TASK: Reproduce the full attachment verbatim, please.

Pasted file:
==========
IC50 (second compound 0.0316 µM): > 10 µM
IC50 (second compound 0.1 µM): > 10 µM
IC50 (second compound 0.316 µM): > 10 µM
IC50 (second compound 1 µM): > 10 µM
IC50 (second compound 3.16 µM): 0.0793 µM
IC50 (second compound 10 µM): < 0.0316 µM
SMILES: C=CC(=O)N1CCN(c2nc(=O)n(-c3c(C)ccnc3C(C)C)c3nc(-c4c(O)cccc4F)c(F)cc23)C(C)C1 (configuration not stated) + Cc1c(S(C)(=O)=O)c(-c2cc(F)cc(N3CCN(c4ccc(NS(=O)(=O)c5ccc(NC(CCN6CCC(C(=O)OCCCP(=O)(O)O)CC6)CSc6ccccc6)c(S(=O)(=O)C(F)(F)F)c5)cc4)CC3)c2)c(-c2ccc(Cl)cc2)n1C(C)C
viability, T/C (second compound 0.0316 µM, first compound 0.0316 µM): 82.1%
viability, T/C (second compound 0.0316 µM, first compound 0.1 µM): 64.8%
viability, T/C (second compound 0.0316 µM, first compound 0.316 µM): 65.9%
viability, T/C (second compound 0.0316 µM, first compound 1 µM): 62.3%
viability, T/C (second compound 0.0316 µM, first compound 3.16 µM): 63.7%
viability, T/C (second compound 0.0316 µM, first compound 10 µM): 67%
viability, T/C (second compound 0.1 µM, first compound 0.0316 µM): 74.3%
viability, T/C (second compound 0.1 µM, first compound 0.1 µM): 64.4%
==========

IC50 (second compound 0.0316 µM): > 10 µM
IC50 (second compound 0.1 µM): > 10 µM
IC50 (second compound 0.316 µM): > 10 µM
IC50 (second compound 1 µM): > 10 µM
IC50 (second compound 3.16 µM): 0.0793 µM
IC50 (second compound 10 µM): < 0.0316 µM
SMILES: C=CC(=O)N1CCN(c2nc(=O)n(-c3c(C)ccnc3C(C)C)c3nc(-c4c(O)cccc4F)c(F)cc23)C(C)C1 (configuration not stated) + Cc1c(S(C)(=O)=O)c(-c2cc(F)cc(N3CCN(c4ccc(NS(=O)(=O)c5ccc(NC(CCN6CCC(C(=O)OCCCP(=O)(O)O)CC6)CSc6ccccc6)c(S(=O)(=O)C(F)(F)F)c5)cc4)CC3)c2)c(-c2ccc(Cl)cc2)n1C(C)C
viability, T/C (second compound 0.0316 µM, first compound 0.0316 µM): 82.1%
viability, T/C (second compound 0.0316 µM, first compound 0.1 µM): 64.8%
viability, T/C (second compound 0.0316 µM, first compound 0.316 µM): 65.9%
viability, T/C (second compound 0.0316 µM, first compound 1 µM): 62.3%
viability, T/C (second compound 0.0316 µM, first compound 3.16 µM): 63.7%
viability, T/C (second compound 0.0316 µM, first compound 10 µM): 67%
viability, T/C (second compound 0.1 µM, first compound 0.0316 µM): 74.3%
viability, T/C (second compound 0.1 µM, first compound 0.1 µM): 64.4%